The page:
Lenz: I was really I was nervous to go back and watch because of all those reasons. And also, imagine if somebody followed you around with a camera when you were in high school and they made you go back and watch it. It’s horrifying! I was really so cringy about all the mistakes I’ve made as a person back in my in my younger years, in my 20s, and thinking that every time I saw myself on screen, I was just going to be reminded of all the dumb stuff I did when I was a kid. I thought I was going to be walking into this feeling so much shame and and instead, actually the honesty and the vulnerability of what we’ve been able to build together with this show, has been so healing to be able to watch back. I really love my younger self and be so grateful for the opportunities that she had and the way that she cared about the people around her and the way that she bounced back from her mistakes. I love my character for that, and I love younger me for that. I think we’ve all felt this major healing gift because of that.

Bush: None of us knew to expect that. We had no idea that we would somehow be able to absorb our younger selves in a way that felt restorative, and that gave us so much peace and so much happiness to do together. We had no idea that was on the horizon, and and it’s just the coolest experience we have together.

This fall, it will be five years since you guys all came forward and wrote a letter together in solidarity against Mark Schwahn. Hilarie, I know we spoke about this when you were writing your book, but I’m curious if you guys feel — especially now with the podcast — closure, despite never receiving an apology?

Burton: I mean, me personally, for a long time, I kept waiting for someone to reach out. In my mind, I was like, surely, someone’s going to say something to us. Surely, someone is going to apologize or want to have a conversation or anything and kept waiting for it. It’s crazy to think that you could be disappointed more, but you always can be. This process has been so healing that I don’t need it anymore. I don’t need the “I’m sorry.” I don’t need the contact. We’re so good. That silence has spoken for itself, and what we have is so much better than anything I could have expected that I feel very good about the position we’re in right now.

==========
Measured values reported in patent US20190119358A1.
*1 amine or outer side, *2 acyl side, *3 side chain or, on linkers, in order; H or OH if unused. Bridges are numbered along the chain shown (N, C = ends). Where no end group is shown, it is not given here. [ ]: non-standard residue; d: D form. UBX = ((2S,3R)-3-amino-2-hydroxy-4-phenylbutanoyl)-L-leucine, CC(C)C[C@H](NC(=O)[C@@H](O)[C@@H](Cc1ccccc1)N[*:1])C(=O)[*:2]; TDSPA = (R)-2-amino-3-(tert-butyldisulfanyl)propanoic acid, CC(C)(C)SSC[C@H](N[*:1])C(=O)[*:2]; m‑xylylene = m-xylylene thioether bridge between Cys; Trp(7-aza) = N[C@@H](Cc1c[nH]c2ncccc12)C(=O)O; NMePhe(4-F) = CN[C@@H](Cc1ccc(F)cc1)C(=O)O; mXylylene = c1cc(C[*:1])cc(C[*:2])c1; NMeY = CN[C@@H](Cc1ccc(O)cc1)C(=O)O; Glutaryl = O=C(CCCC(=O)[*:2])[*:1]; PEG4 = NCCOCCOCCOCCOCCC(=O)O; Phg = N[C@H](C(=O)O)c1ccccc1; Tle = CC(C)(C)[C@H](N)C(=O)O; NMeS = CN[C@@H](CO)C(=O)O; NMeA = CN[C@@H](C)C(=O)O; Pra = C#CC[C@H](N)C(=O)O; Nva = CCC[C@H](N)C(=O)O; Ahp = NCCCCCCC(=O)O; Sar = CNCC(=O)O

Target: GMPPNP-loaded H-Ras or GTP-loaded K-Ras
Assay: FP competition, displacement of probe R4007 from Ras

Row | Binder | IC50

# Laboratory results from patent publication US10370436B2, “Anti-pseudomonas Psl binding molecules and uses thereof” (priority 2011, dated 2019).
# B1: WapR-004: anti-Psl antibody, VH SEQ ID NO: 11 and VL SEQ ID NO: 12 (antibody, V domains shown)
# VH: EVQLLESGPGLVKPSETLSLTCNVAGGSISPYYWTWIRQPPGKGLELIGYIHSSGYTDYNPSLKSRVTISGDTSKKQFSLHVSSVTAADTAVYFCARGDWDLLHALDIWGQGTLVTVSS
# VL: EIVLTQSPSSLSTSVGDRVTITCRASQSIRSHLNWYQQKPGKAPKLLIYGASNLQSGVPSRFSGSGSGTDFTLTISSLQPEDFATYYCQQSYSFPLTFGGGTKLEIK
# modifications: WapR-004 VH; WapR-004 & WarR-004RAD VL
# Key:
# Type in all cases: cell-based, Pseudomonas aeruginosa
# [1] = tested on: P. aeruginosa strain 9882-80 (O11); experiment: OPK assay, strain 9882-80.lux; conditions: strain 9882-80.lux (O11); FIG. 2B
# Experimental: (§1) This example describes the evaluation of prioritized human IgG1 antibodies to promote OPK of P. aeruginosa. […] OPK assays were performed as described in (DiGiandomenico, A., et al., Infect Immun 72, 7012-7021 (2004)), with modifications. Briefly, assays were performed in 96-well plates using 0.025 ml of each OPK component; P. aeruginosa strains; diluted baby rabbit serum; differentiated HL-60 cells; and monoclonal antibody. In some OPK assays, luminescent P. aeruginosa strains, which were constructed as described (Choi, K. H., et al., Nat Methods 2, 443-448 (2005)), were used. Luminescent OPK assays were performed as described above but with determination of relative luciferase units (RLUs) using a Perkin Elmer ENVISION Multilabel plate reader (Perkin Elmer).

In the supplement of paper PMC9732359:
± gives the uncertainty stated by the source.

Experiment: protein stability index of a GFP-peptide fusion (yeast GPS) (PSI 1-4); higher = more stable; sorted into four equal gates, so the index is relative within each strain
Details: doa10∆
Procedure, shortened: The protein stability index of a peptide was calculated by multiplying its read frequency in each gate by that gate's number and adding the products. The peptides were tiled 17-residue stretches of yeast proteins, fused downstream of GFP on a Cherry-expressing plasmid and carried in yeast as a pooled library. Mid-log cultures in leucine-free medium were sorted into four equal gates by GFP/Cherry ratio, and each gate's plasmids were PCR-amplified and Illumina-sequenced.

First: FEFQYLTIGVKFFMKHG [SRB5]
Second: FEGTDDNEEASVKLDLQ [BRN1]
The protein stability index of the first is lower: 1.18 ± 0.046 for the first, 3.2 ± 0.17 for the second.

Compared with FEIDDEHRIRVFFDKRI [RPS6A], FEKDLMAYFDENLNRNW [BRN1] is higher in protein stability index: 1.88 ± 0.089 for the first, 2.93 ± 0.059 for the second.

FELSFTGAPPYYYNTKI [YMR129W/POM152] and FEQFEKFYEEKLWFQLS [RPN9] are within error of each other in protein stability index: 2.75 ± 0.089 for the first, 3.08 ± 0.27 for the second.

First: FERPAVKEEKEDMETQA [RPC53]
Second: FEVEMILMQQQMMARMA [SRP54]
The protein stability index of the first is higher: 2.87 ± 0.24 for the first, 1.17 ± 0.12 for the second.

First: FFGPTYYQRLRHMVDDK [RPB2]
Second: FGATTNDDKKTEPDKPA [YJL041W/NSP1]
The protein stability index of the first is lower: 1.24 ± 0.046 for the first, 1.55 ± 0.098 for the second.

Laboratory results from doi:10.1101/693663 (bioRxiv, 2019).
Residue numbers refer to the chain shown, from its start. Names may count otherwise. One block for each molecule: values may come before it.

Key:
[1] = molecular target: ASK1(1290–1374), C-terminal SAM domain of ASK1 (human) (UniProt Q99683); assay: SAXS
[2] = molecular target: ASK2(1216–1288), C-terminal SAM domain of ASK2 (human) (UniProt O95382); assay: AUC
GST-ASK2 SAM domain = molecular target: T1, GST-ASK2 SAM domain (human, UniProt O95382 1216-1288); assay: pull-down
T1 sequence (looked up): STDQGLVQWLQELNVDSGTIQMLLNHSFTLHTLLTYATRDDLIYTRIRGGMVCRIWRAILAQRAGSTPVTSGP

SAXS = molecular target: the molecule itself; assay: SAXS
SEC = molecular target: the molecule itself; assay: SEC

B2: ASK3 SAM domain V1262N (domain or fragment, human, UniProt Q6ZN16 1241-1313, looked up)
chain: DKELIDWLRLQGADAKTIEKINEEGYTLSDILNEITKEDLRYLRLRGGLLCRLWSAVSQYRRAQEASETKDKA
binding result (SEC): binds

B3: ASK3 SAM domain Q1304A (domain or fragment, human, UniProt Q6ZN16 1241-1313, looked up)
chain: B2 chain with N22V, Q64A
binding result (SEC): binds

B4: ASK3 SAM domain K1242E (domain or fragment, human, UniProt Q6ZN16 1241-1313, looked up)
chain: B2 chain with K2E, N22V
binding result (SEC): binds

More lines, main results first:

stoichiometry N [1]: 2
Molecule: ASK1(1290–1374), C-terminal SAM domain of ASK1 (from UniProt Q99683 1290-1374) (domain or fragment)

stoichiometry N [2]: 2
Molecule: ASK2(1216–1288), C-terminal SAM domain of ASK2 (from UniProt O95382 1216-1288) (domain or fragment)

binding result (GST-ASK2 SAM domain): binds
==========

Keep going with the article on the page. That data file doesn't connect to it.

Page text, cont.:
Lenz: I have nothing to add to that. I think that’s exactly right.

I have to ask more about the podcast. You have your Looped Live event today, but would you ever do it as a live event?

Burton: It’s like you reading our diary. What’s going on, Emily? The idea of the three of us being on the road together is something that we delight at. Anytime we’re together, it’s fun. It’s a slumber party, and we have a shorthand with one another. So, the idea of taking our podcast on the road is fun for us, when COVID’s not an issue, when our productions have firm schedules, that’s fine. I think it’s safe to say that’s probably going to happen. Sophia’s already talked about this wine suitcase we’re going to take with us.

Bush: This is where me marrying a wine guy comes in handy!

Sophia, do you want to have any of your other previous costars on “Good Sam”? Who’s next?

Bush: All the girls and I fangirl over Lee Norris. I’m like, “How are we going to get you guys back on the show? How are we going to get Lee Norris on the show?” Of course, all that I want is to be surrounded by my favorite humans.

This interview has been edited and condensed.